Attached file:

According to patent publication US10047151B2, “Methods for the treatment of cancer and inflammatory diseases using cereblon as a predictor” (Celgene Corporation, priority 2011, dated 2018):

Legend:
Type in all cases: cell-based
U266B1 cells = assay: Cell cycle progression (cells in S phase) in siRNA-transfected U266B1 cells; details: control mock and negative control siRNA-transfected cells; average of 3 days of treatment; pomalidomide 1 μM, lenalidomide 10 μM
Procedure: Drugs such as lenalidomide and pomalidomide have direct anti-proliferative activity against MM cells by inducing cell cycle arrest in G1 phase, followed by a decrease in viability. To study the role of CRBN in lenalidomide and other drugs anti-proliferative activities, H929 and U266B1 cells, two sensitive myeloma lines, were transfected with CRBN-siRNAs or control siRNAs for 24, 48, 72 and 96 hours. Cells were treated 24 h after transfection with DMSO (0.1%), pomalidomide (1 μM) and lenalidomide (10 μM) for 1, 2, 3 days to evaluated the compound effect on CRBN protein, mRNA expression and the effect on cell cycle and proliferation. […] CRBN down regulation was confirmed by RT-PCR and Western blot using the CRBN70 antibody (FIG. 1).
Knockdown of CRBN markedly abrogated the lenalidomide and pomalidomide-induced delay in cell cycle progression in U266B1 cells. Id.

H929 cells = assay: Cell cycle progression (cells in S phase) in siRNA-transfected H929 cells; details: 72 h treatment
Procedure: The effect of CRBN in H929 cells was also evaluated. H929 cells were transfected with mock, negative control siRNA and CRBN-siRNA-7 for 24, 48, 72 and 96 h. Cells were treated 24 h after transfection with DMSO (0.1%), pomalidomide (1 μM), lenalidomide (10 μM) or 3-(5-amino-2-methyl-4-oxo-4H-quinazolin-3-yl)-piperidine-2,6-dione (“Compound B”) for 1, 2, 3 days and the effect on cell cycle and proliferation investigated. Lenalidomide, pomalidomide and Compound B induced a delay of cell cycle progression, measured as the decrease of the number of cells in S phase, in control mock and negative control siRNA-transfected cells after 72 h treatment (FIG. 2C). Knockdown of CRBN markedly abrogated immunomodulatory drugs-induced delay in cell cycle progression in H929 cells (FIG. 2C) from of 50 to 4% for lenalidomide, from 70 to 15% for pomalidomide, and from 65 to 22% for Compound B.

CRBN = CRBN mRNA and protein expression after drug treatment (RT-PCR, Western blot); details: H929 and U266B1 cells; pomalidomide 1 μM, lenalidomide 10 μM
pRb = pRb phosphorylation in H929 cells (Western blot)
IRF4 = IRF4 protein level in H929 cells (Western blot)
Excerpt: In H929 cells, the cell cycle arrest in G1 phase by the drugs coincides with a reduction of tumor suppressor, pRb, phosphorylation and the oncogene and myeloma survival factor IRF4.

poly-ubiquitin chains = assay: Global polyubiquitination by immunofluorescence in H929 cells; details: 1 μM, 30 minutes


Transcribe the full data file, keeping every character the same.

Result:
According to patent publication US10047151B2, “Methods for the treatment of cancer and inflammatory diseases using cereblon as a predictor” (Celgene Corporation, priority 2011, dated 2018):

Legend:
Type in all cases: cell-based
U266B1 cells = assay: Cell cycle progression (cells in S phase) in siRNA-transfected U266B1 cells; details: control mock and negative control siRNA-transfected cells; average of 3 days of treatment; pomalidomide 1 μM, lenalidomide 10 μM
Procedure: Drugs such as lenalidomide and pomalidomide have direct anti-proliferative activity against MM cells by inducing cell cycle arrest in G1 phase, followed by a decrease in viability. To study the role of CRBN in lenalidomide and other drugs anti-proliferative activities, H929 and U266B1 cells, two sensitive myeloma lines, were transfected with CRBN-siRNAs or control siRNAs for 24, 48, 72 and 96 hours. Cells were treated 24 h after transfection with DMSO (0.1%), pomalidomide (1 μM) and lenalidomide (10 μM) for 1, 2, 3 days to evaluated the compound effect on CRBN protein, mRNA expression and the effect on cell cycle and proliferation. […] CRBN down regulation was confirmed by RT-PCR and Western blot using the CRBN70 antibody (FIG. 1).
Knockdown of CRBN markedly abrogated the lenalidomide and pomalidomide-induced delay in cell cycle progression in U266B1 cells. Id.

H929 cells = assay: Cell cycle progression (cells in S phase) in siRNA-transfected H929 cells; details: 72 h treatment
Procedure: The effect of CRBN in H929 cells was also evaluated. H929 cells were transfected with mock, negative control siRNA and CRBN-siRNA-7 for 24, 48, 72 and 96 h. Cells were treated 24 h after transfection with DMSO (0.1%), pomalidomide (1 μM), lenalidomide (10 μM) or 3-(5-amino-2-methyl-4-oxo-4H-quinazolin-3-yl)-piperidine-2,6-dione (“Compound B”) for 1, 2, 3 days and the effect on cell cycle and proliferation investigated. Lenalidomide, pomalidomide and Compound B induced a delay of cell cycle progression, measured as the decrease of the number of cells in S phase, in control mock and negative control siRNA-transfected cells after 72 h treatment (FIG. 2C). Knockdown of CRBN markedly abrogated immunomodulatory drugs-induced delay in cell cycle progression in H929 cells (FIG. 2C) from of 50 to 4% for lenalidomide, from 70 to 15% for pomalidomide, and from 65 to 22% for Compound B.

CRBN = CRBN mRNA and protein expression after drug treatment (RT-PCR, Western blot); details: H929 and U266B1 cells; pomalidomide 1 μM, lenalidomide 10 μM
pRb = pRb phosphorylation in H929 cells (Western blot)
IRF4 = IRF4 protein level in H929 cells (Western blot)
Excerpt: In H929 cells, the cell cycle arrest in G1 phase by the drugs coincides with a reduction of tumor suppressor, pRb, phosphorylation and the oncogene and myeloma survival factor IRF4.

poly-ubiquitin chains = assay: Global polyubiquitination by immunofluorescence in H929 cells; details: 1 μM, 30 minutes